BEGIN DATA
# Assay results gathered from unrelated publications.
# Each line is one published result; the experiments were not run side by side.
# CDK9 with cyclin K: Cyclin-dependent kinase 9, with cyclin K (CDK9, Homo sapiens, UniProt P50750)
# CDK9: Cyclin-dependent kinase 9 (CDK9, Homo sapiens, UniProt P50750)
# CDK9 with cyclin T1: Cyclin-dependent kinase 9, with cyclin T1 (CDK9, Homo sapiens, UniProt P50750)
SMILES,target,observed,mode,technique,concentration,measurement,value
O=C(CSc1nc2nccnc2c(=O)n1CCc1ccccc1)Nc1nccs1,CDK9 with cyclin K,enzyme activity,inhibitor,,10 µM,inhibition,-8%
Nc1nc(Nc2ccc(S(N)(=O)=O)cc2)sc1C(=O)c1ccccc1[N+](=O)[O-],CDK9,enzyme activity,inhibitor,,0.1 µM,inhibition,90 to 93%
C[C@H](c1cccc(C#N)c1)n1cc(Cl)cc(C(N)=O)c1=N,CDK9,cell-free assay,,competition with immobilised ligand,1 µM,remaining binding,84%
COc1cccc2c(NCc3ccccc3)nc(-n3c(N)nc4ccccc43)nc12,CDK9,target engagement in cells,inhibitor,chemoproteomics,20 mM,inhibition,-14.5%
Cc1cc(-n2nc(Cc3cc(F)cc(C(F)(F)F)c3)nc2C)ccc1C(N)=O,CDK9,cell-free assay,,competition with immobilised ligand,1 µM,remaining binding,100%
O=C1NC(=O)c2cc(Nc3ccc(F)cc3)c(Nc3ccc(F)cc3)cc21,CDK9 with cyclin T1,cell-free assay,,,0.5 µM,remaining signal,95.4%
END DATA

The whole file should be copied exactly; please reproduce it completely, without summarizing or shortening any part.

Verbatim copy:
# Assay results gathered from unrelated publications.
# Each line is one published result; the experiments were not run side by side.
# CDK9 with cyclin K: Cyclin-dependent kinase 9, with cyclin K (CDK9, Homo sapiens, UniProt P50750)
# CDK9: Cyclin-dependent kinase 9 (CDK9, Homo sapiens, UniProt P50750)
# CDK9 with cyclin T1: Cyclin-dependent kinase 9, with cyclin T1 (CDK9, Homo sapiens, UniProt P50750)
SMILES,target,observed,mode,technique,concentration,measurement,value
O=C(CSc1nc2nccnc2c(=O)n1CCc1ccccc1)Nc1nccs1,CDK9 with cyclin K,enzyme activity,inhibitor,,10 µM,inhibition,-8%
Nc1nc(Nc2ccc(S(N)(=O)=O)cc2)sc1C(=O)c1ccccc1[N+](=O)[O-],CDK9,enzyme activity,inhibitor,,0.1 µM,inhibition,90 to 93%
C[C@H](c1cccc(C#N)c1)n1cc(Cl)cc(C(N)=O)c1=N,CDK9,cell-free assay,,competition with immobilised ligand,1 µM,remaining binding,84%
COc1cccc2c(NCc3ccccc3)nc(-n3c(N)nc4ccccc43)nc12,CDK9,target engagement in cells,inhibitor,chemoproteomics,20 mM,inhibition,-14.5%
Cc1cc(-n2nc(Cc3cc(F)cc(C(F)(F)F)c3)nc2C)ccc1C(N)=O,CDK9,cell-free assay,,competition with immobilised ligand,1 µM,remaining binding,100%
O=C1NC(=O)c2cc(Nc3ccc(F)cc3)c(Nc3ccc(F)cc3)cc21,CDK9 with cyclin T1,cell-free assay,,,0.5 µM,remaining signal,95.4%